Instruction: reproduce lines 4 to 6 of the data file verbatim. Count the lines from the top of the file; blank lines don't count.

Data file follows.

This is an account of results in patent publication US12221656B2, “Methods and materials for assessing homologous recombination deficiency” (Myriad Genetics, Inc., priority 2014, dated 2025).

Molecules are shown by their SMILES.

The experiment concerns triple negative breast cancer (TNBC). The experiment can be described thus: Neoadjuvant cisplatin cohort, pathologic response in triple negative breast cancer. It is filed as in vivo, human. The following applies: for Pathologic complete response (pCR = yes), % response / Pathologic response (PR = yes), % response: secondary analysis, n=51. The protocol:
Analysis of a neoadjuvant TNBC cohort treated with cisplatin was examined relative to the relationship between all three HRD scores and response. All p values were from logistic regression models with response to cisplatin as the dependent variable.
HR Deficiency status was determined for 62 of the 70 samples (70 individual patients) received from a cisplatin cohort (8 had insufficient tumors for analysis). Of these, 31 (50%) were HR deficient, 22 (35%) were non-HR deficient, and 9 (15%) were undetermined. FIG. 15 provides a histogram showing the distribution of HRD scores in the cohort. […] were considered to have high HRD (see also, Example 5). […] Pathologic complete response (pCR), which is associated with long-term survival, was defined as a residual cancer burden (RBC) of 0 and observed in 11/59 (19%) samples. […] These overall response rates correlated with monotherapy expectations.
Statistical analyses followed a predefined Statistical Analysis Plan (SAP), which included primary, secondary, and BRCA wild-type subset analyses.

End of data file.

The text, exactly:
Analysis of a neoadjuvant TNBC cohort treated with cisplatin was examined relative to the relationship between all three HRD scores and response. All p values were from logistic regression models with response to cisplatin as the dependent variable.
HR Deficiency status was determined for 62 of the 70 samples (70 individual patients) received from a cisplatin cohort (8 had insufficient tumors for analysis). Of these, 31 (50%) were HR deficient, 22 (35%) were non-HR deficient, and 9 (15%) were undetermined. FIG. 15 provides a histogram showing the distribution of HRD scores in the cohort. […] were considered to have high HRD (see also, Example 5). […] Pathologic complete response (pCR), which is associated with long-term survival, was defined as a residual cancer burden (RBC) of 0 and observed in 11/59 (19%) samples. […] These overall response rates correlated with monotherapy expectations.
Statistical analyses followed a predefined Statistical Analysis Plan (SAP), which included primary, secondary, and BRCA wild-type subset analyses.